In the case of artists it was not dynasticity but fame that greatly determined the duration of the family’s heyday. In the case of lateral affiliation, the community’s heyday was short, lasting more or less one generation. The future Tuusula community was formed in the 1890s through close interaction and several marriages. Moving to the Tuusula village intensified this interaction among families, giving the impression that this was their heyday period. Juhani Aho and his wife moved out of Tuusula as early as 1911, but this did little to unsettle the community; the remaining families continued to stage their home concerts, theatre performances, May Day and Midsummer festivals (Halonen 1952). Nonetheless, the community’s heyday was now drawing to an end as the original members were getting older and withdrawing into privacy. This happened by the early 1930s (Konttinen 2013, 321). Bloomsbury’s heyday also lasted for no more than a single generation. Virginia Woolf describes the period from 1904 to 1914 as the Old Bloomsbury (Schulkind 1986, 240-67), which can also be regarded as the first heyday of Bloomsbury, when marriages were contracted within the group. The heyday of Bloomsbury was revived after the First World War with regular meetings; the founding of the Memoir Club in 1920 was significant in this respect (Schulkind 1986, 215). It was also during this period that the members gained increasing fame and recognition as writers, painters, art critics, publishers and scientists. For example, the publication in 1918 of Lytton Strachey’s book Eminent Victorians made him a prominent writer in the eyes of his contemporaries—a triumph he had always longed for (Schulkind 1986, 133). Virginia Woolf in turn won international fame after the publication of her bestseller Orlando in 1928 (Gadd 1974, 163).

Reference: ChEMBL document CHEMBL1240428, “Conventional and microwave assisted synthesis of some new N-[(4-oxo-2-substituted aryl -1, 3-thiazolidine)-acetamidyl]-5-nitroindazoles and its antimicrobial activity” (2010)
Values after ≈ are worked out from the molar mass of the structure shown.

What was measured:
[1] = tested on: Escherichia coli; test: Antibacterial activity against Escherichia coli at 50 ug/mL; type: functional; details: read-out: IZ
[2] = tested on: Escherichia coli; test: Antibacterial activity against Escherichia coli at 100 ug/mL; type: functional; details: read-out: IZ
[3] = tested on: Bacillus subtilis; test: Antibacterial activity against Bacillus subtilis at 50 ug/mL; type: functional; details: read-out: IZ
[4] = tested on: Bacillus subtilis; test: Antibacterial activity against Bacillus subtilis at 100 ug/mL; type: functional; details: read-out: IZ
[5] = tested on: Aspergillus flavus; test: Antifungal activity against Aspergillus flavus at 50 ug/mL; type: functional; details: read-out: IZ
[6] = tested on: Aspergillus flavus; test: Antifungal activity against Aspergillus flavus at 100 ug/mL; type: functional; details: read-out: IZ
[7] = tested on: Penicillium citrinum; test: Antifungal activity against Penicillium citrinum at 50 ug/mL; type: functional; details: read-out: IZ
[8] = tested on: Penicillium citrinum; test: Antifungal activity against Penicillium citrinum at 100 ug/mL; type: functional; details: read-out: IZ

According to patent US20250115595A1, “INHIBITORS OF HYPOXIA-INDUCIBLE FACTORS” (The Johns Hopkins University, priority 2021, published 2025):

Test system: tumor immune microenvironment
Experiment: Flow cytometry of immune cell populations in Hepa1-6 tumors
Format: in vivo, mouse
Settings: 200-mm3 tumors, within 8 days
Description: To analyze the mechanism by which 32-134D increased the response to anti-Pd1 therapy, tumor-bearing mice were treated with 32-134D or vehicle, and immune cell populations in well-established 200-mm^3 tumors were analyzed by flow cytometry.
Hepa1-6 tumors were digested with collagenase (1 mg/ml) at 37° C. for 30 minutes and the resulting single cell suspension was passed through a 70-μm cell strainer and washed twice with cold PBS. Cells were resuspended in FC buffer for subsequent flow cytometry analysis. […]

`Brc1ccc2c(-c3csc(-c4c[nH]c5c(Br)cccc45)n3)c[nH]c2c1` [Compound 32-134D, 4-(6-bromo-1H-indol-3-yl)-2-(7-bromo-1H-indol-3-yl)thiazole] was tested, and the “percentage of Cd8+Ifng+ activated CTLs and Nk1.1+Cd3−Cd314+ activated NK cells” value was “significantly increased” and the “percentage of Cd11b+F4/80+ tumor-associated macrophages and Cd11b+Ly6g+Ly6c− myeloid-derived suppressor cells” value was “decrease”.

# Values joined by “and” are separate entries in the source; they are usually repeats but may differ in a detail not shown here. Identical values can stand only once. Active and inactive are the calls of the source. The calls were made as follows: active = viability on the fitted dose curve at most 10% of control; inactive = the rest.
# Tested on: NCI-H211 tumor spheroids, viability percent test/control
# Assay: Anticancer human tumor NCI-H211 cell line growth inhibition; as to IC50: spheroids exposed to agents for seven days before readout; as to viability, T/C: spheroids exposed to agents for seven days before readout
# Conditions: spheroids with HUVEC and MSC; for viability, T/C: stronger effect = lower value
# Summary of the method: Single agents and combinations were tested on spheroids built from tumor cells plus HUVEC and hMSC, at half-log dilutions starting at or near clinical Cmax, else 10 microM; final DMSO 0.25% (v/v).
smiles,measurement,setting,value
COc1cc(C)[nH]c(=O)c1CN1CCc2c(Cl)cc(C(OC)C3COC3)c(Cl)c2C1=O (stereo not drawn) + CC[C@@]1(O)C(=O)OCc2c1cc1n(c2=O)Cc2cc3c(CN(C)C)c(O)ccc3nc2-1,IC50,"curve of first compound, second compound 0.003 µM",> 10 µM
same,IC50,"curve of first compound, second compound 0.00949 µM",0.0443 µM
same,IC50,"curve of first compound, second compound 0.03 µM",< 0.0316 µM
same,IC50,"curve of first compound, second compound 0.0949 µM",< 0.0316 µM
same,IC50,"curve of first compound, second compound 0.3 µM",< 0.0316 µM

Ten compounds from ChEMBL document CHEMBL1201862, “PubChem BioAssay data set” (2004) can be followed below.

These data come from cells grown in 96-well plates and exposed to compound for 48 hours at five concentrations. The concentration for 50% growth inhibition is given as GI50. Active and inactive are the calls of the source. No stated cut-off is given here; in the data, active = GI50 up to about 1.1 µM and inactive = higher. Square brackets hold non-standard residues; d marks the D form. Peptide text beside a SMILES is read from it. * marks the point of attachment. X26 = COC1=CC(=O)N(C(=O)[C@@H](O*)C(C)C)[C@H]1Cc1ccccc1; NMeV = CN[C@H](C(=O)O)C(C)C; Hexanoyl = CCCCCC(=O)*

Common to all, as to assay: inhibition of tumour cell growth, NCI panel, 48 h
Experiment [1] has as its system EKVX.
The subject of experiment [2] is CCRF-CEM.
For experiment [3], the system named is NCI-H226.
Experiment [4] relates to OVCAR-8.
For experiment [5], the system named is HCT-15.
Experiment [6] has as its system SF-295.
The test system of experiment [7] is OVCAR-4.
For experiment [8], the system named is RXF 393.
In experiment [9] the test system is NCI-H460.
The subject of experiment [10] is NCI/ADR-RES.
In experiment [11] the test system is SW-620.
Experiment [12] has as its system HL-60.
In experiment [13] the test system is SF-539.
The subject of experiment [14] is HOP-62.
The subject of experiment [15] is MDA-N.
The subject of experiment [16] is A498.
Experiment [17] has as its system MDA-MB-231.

The heyday of the two artist circles began to wane with the ageing or death of their most prominent artists and central figures. But the descendants in the next generation wanted to extend the good old days of the past and to treasure their parents’ artistic legacy by publishing memoirs and biographies and by lecturing and taking part in a whole range of activities arranged in their parents’ honour. This was closely akin to what happened in the Wagner and the Strauss dynasties, showing that, in the end, dynasticity always tended to shine through in families of well-known artists.